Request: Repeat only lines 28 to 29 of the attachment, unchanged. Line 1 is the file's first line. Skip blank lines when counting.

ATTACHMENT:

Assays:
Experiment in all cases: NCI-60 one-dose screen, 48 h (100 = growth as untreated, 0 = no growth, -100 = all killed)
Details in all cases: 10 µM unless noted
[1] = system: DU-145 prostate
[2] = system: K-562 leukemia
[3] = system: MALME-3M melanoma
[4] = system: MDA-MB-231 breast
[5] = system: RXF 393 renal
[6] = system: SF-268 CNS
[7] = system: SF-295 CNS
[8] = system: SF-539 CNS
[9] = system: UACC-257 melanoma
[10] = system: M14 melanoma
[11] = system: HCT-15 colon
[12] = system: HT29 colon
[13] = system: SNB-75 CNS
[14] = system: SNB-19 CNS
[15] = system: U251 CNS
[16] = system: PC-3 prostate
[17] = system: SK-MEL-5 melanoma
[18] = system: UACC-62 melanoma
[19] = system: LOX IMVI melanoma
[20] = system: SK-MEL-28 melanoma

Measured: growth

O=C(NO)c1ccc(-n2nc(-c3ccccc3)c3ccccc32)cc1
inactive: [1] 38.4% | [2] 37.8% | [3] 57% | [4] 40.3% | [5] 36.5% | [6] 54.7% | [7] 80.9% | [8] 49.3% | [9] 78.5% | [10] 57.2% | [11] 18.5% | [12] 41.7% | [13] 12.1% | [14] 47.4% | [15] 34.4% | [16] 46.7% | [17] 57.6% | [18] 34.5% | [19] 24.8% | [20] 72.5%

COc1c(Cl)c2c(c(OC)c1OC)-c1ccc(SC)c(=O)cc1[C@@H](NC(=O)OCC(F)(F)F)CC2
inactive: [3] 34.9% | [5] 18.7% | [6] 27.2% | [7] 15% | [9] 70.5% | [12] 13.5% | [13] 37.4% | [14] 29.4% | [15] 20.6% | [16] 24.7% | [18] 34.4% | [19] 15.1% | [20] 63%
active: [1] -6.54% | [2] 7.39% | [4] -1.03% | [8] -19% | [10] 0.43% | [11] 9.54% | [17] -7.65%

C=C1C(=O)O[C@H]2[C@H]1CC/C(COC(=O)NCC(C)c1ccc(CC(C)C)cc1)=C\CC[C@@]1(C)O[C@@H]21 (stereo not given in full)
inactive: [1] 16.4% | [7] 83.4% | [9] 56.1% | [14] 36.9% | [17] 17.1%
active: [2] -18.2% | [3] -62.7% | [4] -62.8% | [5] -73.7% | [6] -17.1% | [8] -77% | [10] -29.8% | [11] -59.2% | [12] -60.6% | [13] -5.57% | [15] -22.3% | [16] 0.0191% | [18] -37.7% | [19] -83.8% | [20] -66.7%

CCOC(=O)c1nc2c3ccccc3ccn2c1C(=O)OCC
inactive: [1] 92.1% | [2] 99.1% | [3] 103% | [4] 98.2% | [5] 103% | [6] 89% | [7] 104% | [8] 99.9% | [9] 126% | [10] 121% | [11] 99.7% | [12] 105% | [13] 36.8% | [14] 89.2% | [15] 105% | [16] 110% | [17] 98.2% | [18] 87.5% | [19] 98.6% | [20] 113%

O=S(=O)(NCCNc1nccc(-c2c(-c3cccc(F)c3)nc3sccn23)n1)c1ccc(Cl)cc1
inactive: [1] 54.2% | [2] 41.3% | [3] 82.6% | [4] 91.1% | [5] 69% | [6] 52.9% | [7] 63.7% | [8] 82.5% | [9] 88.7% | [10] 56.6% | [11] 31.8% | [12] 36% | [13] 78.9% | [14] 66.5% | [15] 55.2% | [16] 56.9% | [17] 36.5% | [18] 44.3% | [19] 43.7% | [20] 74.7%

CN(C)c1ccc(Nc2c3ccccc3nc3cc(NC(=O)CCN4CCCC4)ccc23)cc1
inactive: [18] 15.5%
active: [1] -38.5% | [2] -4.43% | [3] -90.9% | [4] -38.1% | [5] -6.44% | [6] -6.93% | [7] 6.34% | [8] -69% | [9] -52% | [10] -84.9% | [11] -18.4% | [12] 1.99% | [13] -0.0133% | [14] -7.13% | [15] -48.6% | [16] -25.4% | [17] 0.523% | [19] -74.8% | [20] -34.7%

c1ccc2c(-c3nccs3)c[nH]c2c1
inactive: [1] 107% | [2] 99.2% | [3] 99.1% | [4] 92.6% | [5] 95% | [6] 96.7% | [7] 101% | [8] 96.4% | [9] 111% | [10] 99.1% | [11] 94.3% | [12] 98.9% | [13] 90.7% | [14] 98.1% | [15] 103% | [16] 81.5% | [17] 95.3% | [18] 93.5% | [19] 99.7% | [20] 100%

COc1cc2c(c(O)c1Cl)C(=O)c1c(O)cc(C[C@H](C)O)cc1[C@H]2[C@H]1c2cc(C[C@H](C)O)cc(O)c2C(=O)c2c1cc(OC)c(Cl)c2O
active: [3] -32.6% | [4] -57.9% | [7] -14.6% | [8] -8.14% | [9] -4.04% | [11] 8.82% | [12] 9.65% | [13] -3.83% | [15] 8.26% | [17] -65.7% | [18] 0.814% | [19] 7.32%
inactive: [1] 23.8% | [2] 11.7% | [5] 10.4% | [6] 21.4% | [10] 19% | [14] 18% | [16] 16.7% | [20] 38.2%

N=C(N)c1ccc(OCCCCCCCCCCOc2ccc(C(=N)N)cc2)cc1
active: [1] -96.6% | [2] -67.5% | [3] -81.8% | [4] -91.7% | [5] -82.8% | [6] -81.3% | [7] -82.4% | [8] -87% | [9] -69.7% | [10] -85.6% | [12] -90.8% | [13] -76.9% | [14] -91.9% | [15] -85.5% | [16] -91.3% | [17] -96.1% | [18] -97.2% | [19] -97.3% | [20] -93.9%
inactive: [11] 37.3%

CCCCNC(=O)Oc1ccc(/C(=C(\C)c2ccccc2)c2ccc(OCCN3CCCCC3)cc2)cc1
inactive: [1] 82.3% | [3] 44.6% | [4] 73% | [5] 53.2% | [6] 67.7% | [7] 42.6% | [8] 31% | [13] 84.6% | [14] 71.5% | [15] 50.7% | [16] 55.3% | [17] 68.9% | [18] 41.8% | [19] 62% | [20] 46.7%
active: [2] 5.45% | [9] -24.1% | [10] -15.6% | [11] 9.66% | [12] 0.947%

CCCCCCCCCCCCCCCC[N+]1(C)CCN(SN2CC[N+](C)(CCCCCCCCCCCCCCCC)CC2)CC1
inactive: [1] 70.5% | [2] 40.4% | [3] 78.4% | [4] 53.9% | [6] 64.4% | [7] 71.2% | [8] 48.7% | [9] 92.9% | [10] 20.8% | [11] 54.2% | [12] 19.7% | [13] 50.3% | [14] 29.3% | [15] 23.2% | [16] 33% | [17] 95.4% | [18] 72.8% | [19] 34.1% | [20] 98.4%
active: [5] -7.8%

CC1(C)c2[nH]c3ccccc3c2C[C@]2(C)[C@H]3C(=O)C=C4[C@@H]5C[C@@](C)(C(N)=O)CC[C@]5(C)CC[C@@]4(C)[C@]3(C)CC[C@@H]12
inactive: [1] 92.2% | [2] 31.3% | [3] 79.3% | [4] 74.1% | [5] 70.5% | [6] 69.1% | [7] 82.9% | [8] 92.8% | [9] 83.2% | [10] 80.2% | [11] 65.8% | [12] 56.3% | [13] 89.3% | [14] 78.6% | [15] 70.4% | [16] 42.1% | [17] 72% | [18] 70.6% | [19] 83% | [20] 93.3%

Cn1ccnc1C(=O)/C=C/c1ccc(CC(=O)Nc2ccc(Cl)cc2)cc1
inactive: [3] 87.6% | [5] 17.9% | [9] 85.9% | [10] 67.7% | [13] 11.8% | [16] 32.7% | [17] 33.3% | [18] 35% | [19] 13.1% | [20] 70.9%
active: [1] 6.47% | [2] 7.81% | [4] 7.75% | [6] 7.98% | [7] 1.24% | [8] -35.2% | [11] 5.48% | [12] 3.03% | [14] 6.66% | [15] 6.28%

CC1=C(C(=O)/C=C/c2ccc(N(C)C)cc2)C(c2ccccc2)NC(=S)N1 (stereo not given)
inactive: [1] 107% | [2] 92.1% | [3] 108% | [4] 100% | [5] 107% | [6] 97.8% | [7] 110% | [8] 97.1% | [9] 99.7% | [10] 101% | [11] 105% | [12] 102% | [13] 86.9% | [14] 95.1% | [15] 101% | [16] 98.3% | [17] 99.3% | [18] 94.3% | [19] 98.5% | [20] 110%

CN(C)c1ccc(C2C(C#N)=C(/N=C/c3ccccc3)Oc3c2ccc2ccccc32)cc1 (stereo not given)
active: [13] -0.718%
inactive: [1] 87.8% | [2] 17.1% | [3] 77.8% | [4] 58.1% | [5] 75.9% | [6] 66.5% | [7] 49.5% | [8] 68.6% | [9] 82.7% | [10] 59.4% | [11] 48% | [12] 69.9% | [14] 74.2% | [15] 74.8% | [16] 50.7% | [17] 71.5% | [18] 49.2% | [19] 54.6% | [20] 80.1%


inactive: [3] 34.9% | [5] 18.7% | [6] 27.2% | [7] 15% | [9] 70.5% | [12] 13.5% | [13] 37.4% | [14] 29.4% | [15] 20.6% | [16] 24.7% | [18] 34.4% | [19] 15.1% | [20] 63%
active: [1] -6.54% | [2] 7.39% | [4] -1.03% | [8] -19% | [10] 0.43% | [11] 9.54% | [17] -7.65%